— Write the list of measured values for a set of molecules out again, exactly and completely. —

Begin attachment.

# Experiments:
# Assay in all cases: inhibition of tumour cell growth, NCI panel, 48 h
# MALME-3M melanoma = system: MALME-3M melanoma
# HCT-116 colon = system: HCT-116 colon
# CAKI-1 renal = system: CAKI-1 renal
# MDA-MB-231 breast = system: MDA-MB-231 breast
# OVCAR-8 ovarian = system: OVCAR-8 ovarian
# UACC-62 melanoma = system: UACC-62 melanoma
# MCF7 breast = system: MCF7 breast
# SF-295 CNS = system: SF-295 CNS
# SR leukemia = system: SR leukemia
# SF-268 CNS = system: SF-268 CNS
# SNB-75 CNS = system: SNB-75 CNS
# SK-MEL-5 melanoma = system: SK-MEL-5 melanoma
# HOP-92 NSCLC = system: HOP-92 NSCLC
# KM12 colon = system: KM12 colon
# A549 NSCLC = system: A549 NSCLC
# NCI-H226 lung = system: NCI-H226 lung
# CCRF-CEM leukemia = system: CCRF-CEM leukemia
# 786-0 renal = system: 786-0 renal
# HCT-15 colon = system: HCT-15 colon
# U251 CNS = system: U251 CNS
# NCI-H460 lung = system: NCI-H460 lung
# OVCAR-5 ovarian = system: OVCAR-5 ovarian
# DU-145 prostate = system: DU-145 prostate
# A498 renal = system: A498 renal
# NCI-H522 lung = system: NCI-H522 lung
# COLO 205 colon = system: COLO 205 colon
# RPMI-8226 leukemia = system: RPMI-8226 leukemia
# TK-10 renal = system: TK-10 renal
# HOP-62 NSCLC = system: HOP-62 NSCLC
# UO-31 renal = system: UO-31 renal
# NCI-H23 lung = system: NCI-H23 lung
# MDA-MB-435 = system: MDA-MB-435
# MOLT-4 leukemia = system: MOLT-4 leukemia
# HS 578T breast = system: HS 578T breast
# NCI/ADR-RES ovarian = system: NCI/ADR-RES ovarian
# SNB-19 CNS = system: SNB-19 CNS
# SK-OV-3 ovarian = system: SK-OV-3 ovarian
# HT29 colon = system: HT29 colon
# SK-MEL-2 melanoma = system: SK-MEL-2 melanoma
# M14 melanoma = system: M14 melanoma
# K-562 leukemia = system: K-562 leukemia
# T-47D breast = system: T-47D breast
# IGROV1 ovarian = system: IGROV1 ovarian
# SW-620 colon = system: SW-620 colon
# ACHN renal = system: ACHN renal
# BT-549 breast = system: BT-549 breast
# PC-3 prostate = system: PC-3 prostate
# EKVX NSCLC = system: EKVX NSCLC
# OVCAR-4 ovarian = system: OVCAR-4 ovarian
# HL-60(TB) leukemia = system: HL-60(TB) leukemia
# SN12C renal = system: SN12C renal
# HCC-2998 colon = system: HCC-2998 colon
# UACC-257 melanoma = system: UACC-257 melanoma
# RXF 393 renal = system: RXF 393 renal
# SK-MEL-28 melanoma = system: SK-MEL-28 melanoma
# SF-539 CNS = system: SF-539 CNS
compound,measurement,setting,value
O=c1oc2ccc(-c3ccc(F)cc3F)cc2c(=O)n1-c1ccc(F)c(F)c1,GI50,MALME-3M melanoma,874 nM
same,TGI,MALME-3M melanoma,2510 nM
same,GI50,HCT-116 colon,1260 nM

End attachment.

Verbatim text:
# Experiments:
# Assay in all cases: inhibition of tumour cell growth, NCI panel, 48 h
# MALME-3M melanoma = system: MALME-3M melanoma
# HCT-116 colon = system: HCT-116 colon
# CAKI-1 renal = system: CAKI-1 renal
# MDA-MB-231 breast = system: MDA-MB-231 breast
# OVCAR-8 ovarian = system: OVCAR-8 ovarian
# UACC-62 melanoma = system: UACC-62 melanoma
# MCF7 breast = system: MCF7 breast
# SF-295 CNS = system: SF-295 CNS
# SR leukemia = system: SR leukemia
# SF-268 CNS = system: SF-268 CNS
# SNB-75 CNS = system: SNB-75 CNS
# SK-MEL-5 melanoma = system: SK-MEL-5 melanoma
# HOP-92 NSCLC = system: HOP-92 NSCLC
# KM12 colon = system: KM12 colon
# A549 NSCLC = system: A549 NSCLC
# NCI-H226 lung = system: NCI-H226 lung
# CCRF-CEM leukemia = system: CCRF-CEM leukemia
# 786-0 renal = system: 786-0 renal
# HCT-15 colon = system: HCT-15 colon
# U251 CNS = system: U251 CNS
# NCI-H460 lung = system: NCI-H460 lung
# OVCAR-5 ovarian = system: OVCAR-5 ovarian
# DU-145 prostate = system: DU-145 prostate
# A498 renal = system: A498 renal
# NCI-H522 lung = system: NCI-H522 lung
# COLO 205 colon = system: COLO 205 colon
# RPMI-8226 leukemia = system: RPMI-8226 leukemia
# TK-10 renal = system: TK-10 renal
# HOP-62 NSCLC = system: HOP-62 NSCLC
# UO-31 renal = system: UO-31 renal
# NCI-H23 lung = system: NCI-H23 lung
# MDA-MB-435 = system: MDA-MB-435
# MOLT-4 leukemia = system: MOLT-4 leukemia
# HS 578T breast = system: HS 578T breast
# NCI/ADR-RES ovarian = system: NCI/ADR-RES ovarian
# SNB-19 CNS = system: SNB-19 CNS
# SK-OV-3 ovarian = system: SK-OV-3 ovarian
# HT29 colon = system: HT29 colon
# SK-MEL-2 melanoma = system: SK-MEL-2 melanoma
# M14 melanoma = system: M14 melanoma
# K-562 leukemia = system: K-562 leukemia
# T-47D breast = system: T-47D breast
# IGROV1 ovarian = system: IGROV1 ovarian
# SW-620 colon = system: SW-620 colon
# ACHN renal = system: ACHN renal
# BT-549 breast = system: BT-549 breast
# PC-3 prostate = system: PC-3 prostate
# EKVX NSCLC = system: EKVX NSCLC
# OVCAR-4 ovarian = system: OVCAR-4 ovarian
# HL-60(TB) leukemia = system: HL-60(TB) leukemia
# SN12C renal = system: SN12C renal
# HCC-2998 colon = system: HCC-2998 colon
# UACC-257 melanoma = system: UACC-257 melanoma
# RXF 393 renal = system: RXF 393 renal
# SK-MEL-28 melanoma = system: SK-MEL-28 melanoma
# SF-539 CNS = system: SF-539 CNS
compound,measurement,setting,value
O=c1oc2ccc(-c3ccc(F)cc3F)cc2c(=O)n1-c1ccc(F)c(F)c1,GI50,MALME-3M melanoma,874 nM
same,TGI,MALME-3M melanoma,2510 nM
same,GI50,HCT-116 colon,1260 nM